As an NHS practice owner, it’s essential that you have a five-year retirement strategy in place. Here, Area Sales Manager, Richard Scarborough examines the need to look at the situation logically, rather than emotionally, and how to maximise goodwill value to ensure your non-working life is the best it can be.
Retirement often means leaving a practice you have built up and patients whom you have treated for many years, often having treated multiple generations of the same family and sharing life’s journey. Reaching the milestone of retirement and facing the finality of exiting your working life can be a time of mixed emotions, but it is a big decision and you need to face it full-on.
What does retirement look like for you? Is it phased or a set date? Will you retire from practice ownership before retiring from dentistry? Who will you sell to? Do you want to sell to a corporate and continue working as an associate? Do you want to sell to an associate and mentor them in practice ownership? There are many potential takes on retirement and routes to retirement so it is vital to prepare well in advance, ideally with a five-year exit strategy.
“Practice valuations will often be based on the last three years of accounts.”
I say five years because if one of your retirement goals is to sell your practice, you need that amount of time to maximise the goodwill value of your practice. Practice valuations will often be based on the last three years of accounts. Given that the year you sell and retire probably won’t be a full financial year, you need four years to present your practice at its best to potential buyers and you are already in a financial year when you start planning.
In a best-case scenario, these accounts would show increasing profits and turnover, as these are the basis of a valuation. A growth curve demonstrates that the practice still has potential and is in a strong position. The big question is, how do you plan to increase profits and turnover in the years before retirement?
“The most logical and straightforward action an NHS practice owner can take is to partially convert to a private practice.”
The most logical and straightforward action an NHS practice owner can take is to partially convert to a private practice. There are various ways of doing this, such as adding specialists who can offer complementary services to generate private income or by a principal/associate-only conversion.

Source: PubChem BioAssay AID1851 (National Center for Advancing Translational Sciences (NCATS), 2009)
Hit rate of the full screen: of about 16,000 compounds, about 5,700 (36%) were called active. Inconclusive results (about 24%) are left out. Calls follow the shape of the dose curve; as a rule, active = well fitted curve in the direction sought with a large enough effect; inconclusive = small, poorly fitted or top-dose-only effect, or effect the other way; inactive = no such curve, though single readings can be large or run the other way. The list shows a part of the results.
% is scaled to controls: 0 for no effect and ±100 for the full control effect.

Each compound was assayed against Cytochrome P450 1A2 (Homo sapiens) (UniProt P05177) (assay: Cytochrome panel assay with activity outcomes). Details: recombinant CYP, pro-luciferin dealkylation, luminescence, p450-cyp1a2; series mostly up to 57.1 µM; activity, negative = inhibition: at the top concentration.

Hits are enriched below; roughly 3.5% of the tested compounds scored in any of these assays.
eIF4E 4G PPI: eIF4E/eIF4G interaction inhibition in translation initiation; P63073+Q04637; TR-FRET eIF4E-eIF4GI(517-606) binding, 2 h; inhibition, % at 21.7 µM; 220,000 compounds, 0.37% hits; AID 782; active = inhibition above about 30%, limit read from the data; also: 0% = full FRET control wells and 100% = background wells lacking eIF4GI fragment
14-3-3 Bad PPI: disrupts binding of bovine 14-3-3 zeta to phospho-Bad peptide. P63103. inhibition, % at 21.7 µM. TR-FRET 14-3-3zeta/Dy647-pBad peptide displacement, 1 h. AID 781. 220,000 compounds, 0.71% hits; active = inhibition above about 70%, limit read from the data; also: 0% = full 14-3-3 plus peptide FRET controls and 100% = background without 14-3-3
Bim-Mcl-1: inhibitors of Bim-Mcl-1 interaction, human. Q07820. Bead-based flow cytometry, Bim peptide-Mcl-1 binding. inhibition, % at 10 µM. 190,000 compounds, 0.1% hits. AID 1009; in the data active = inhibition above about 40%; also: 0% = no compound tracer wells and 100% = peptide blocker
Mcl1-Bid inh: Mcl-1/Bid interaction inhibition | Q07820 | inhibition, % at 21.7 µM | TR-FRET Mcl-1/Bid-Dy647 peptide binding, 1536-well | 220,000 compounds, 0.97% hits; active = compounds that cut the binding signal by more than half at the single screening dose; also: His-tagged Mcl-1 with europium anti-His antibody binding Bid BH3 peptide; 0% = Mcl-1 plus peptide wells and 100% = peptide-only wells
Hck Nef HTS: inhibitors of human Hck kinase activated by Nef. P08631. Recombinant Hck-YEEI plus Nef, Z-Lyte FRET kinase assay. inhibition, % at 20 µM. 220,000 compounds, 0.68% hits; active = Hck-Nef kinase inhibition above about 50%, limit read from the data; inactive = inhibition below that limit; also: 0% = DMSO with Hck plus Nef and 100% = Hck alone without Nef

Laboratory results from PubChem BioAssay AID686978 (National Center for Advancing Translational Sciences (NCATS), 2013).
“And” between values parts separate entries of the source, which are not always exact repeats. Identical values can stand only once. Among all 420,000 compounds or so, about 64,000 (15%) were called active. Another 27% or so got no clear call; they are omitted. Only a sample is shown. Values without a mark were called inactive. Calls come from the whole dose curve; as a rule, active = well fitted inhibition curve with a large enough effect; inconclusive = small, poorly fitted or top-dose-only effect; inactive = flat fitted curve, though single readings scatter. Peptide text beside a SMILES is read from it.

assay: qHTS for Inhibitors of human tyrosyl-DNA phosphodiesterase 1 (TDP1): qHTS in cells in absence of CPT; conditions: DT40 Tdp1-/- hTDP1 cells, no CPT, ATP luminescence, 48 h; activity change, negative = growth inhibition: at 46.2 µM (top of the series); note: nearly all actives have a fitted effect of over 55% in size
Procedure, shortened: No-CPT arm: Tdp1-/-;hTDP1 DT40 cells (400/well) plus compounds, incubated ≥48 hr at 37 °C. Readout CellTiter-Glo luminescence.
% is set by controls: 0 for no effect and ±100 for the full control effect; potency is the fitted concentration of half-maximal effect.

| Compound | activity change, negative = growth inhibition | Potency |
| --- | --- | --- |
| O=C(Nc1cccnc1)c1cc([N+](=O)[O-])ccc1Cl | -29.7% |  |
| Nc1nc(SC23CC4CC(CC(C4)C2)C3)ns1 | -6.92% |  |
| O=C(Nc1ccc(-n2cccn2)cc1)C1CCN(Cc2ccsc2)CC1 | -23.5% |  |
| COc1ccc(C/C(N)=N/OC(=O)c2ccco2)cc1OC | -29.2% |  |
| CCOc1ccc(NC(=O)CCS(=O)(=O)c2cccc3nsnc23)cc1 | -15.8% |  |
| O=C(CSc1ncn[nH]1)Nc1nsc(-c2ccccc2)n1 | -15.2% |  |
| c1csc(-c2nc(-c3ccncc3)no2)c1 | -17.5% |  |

With a mixed practice, you retain your highly valuable NHS contract but also have the opportunity for an additional income stream that increases your turnover and profits, which all adds up to a higher valuation.
NHS contracts are a highly desirable component in a practice due to the ‘guaranteed’ nature of the income and smooth income stream. For private practices, a membership plan can ensure a more consistent cash flow, a more guaranteed income and higher levels of patient loyalty, meaning that private practices with membership plans can attract between 5% and 10% higher valuations than those only offering a fee-per-item service.
“For private practices, a membership plan can ensure a more consistent cash flow, a more guaranteed income and higher levels of patient loyalty.”
For an NHS dentist ‘going private’ in the latter years of a career can seem like an unnecessary stress, but there is significant financial benefit with the increased value of the practice, as well as the potential to spend your later years working at a slower pace with a group of more motivated patients, that have demonstrated their loyalty to you. It can also be a great route to semi-retirement as you can backfill your NHS contract with an associate; you only need to convert sufficient patients to cover the costs of an associate delivering the NHS contract in order to break even.
A good plan provider will be able to advise on the things that need to be considered to ensure a successful conversion, considering not just the private growth and any other conversion goals that you are trying to achieve but also your NHS contract. After all, there’s no point increasing your private income only to face an NHS clawback!
One pitfall that I have seen is dentists coasting to retirement, allowing patient numbers to naturally dwindle and steadily reducing working hours in line with the reducing patient base. I would advise you to avoid this and consider if you are heading this way. All this does is decrease turnover and profits (note that profit declines at a more rapid rate than turnover due to the effect of fixed costs), thereby devaluing your practice. Adopting this approach can mean that you are effectively working for nothing in your latter years as the income that you earn in those years could be offset by the decrease in practice value. A well-planned approach would enable you to reduce your working days without a negative financial impact.
“One pitfall that I have seen is dentists coasting to retirement, allowing patient numbers to naturally dwindle and steadily reducing working hours.”
Of course, you may have other goals for retirement, such as selling the practice to a younger dentist. Increasing the valuation of your practice may not be your key priority, but planning how you are going to achieve your goals invariably increases the chances of success.
As I said earlier, retirement can be an emotionally stressful time; your decisions and goals can at times not appear logical to others or retrospectively to yourself. Planning your route to retirement will allow you to fully enjoy the fruits of your hard labour. After all, you deserve it.
About Richard Scarborough
Richard Scarborough is Area Sales Manager at Practice Plan, the leading provider of practice-branded dental plans. Richard has many years’ experience in the dental sector, including as an Area Manager for a chain of dentists.[mc4wp_form]